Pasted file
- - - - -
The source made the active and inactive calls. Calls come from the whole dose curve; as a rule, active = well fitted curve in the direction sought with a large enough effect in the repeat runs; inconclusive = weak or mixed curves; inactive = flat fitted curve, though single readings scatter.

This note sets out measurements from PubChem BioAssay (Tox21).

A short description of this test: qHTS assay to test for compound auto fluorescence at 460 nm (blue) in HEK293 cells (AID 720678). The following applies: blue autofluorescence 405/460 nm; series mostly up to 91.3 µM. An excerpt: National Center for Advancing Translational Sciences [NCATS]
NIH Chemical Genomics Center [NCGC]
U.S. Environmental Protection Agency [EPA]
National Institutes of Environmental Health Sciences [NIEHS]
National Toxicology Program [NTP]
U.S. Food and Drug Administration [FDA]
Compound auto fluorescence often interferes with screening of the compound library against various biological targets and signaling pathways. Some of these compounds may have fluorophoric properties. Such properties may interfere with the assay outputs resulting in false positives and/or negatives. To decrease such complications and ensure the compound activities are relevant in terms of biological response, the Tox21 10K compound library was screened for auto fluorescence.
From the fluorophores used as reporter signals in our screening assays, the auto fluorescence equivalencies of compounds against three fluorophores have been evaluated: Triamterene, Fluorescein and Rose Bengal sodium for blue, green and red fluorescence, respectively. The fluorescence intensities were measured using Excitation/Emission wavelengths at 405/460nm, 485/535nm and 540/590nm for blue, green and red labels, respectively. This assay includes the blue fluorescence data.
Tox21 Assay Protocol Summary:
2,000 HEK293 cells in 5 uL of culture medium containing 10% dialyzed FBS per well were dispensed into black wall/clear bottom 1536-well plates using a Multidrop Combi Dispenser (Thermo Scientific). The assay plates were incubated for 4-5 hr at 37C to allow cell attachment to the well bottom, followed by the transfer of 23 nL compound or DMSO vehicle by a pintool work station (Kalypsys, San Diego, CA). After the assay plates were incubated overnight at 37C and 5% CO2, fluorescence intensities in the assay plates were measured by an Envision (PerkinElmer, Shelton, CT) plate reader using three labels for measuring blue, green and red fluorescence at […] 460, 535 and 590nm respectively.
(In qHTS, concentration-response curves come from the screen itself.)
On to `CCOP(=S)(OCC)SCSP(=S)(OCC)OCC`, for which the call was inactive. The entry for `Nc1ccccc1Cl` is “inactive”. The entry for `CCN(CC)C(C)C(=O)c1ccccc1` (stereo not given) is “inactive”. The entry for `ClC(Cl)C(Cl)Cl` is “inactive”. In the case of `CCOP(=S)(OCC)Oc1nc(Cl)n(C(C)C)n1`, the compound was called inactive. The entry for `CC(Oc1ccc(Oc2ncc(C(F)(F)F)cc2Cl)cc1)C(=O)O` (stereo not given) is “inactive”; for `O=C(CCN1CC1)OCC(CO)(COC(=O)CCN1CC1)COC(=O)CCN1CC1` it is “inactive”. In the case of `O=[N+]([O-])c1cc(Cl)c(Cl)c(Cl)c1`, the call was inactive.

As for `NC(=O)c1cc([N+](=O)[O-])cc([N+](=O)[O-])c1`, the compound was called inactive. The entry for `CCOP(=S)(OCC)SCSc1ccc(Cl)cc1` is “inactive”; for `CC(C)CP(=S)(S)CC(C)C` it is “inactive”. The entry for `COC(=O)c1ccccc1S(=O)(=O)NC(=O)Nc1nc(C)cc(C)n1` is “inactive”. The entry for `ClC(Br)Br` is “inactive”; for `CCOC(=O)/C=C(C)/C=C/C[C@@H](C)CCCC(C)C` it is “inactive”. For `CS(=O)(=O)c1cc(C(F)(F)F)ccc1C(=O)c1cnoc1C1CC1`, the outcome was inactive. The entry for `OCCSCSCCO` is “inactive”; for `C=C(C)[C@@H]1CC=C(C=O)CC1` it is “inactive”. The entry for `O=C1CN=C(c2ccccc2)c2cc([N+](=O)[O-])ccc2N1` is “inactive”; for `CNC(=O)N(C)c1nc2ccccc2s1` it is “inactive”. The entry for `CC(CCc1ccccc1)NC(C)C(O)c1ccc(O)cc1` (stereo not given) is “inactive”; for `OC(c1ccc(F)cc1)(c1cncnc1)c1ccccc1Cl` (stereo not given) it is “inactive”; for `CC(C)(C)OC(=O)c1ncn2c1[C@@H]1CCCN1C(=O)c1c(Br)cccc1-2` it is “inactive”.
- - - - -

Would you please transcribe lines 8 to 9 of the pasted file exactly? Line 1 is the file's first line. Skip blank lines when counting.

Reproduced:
U.S. Food and Drug Administration [FDA]
Compound auto fluorescence often interferes with screening of the compound library against various biological targets and signaling pathways. Some of these compounds may have fluorophoric properties. Such properties may interfere with the assay outputs resulting in false positives and/or negatives. To decrease such complications and ensure the compound activities are relevant in terms of biological response, the Tox21 10K compound library was screened for auto fluorescence.